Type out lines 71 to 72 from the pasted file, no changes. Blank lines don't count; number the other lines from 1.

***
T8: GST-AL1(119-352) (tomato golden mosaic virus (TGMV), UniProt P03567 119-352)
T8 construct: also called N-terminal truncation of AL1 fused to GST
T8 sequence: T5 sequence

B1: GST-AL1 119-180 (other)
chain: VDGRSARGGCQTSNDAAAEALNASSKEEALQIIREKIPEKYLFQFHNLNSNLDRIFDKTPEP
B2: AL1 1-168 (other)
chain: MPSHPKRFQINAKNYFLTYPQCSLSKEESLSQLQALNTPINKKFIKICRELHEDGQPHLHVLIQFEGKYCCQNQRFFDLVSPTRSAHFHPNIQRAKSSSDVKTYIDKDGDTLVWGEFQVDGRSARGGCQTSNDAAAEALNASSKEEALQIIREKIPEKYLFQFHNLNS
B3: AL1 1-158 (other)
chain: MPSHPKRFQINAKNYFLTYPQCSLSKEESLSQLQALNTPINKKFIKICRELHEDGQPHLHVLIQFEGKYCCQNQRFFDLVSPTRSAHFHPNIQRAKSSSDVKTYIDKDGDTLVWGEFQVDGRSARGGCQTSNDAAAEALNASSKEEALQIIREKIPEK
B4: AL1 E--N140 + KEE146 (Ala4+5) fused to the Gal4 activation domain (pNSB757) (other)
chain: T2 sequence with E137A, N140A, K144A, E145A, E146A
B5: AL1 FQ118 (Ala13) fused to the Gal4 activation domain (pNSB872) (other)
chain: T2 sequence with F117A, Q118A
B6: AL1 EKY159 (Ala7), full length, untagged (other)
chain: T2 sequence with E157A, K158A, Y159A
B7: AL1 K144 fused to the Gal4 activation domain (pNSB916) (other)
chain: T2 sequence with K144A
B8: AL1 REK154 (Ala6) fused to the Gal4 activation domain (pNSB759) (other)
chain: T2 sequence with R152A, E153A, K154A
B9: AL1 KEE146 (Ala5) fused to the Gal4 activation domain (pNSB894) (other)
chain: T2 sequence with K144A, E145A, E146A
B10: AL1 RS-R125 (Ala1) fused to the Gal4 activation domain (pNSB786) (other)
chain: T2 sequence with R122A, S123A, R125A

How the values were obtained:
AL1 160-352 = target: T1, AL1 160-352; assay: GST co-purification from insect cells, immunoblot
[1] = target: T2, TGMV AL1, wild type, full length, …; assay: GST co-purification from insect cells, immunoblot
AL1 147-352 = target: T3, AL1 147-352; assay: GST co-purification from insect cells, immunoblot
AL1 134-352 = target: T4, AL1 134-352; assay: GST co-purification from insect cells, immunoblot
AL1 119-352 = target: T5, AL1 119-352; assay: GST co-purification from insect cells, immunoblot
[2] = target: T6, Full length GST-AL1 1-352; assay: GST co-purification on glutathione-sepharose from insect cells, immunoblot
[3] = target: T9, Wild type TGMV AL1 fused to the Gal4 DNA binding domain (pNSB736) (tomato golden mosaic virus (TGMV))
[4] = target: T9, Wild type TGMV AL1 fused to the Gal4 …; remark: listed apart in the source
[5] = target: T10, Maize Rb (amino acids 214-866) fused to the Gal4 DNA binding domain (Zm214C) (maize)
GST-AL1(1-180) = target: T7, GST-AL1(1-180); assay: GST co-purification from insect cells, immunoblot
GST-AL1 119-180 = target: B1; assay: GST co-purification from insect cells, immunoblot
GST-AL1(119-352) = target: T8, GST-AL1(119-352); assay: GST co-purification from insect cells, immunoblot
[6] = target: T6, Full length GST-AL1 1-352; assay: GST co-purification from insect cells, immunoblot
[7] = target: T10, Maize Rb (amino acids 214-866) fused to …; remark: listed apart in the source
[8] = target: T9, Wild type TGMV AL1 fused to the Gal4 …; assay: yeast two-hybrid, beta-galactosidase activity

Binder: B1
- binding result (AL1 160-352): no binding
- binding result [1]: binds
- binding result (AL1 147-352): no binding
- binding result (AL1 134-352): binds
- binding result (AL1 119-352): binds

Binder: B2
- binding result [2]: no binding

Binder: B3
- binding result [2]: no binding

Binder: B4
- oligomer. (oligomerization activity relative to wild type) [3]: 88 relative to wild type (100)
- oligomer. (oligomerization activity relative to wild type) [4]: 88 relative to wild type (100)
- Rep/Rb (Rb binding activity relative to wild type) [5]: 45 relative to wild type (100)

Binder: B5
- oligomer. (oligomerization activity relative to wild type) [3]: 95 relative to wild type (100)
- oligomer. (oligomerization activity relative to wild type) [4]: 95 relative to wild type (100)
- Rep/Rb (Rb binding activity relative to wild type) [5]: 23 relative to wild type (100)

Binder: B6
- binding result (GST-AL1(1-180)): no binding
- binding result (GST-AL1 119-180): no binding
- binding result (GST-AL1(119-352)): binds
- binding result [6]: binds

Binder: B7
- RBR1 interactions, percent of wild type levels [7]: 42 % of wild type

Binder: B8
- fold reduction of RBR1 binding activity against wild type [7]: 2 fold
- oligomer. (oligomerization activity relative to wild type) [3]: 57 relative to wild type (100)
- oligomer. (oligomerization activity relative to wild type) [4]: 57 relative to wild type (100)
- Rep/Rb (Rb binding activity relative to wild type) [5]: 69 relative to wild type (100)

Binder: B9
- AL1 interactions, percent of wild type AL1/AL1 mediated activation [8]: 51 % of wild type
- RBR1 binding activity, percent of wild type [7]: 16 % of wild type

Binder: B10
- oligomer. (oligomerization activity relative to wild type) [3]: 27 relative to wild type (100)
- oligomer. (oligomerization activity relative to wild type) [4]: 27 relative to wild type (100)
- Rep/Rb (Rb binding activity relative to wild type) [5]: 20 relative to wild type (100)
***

- AL1 interactions, percent of wild type AL1/AL1 mediated activation [8]: 51 % of wild type
- RBR1 binding activity, percent of wild type [7]: 16 % of wild type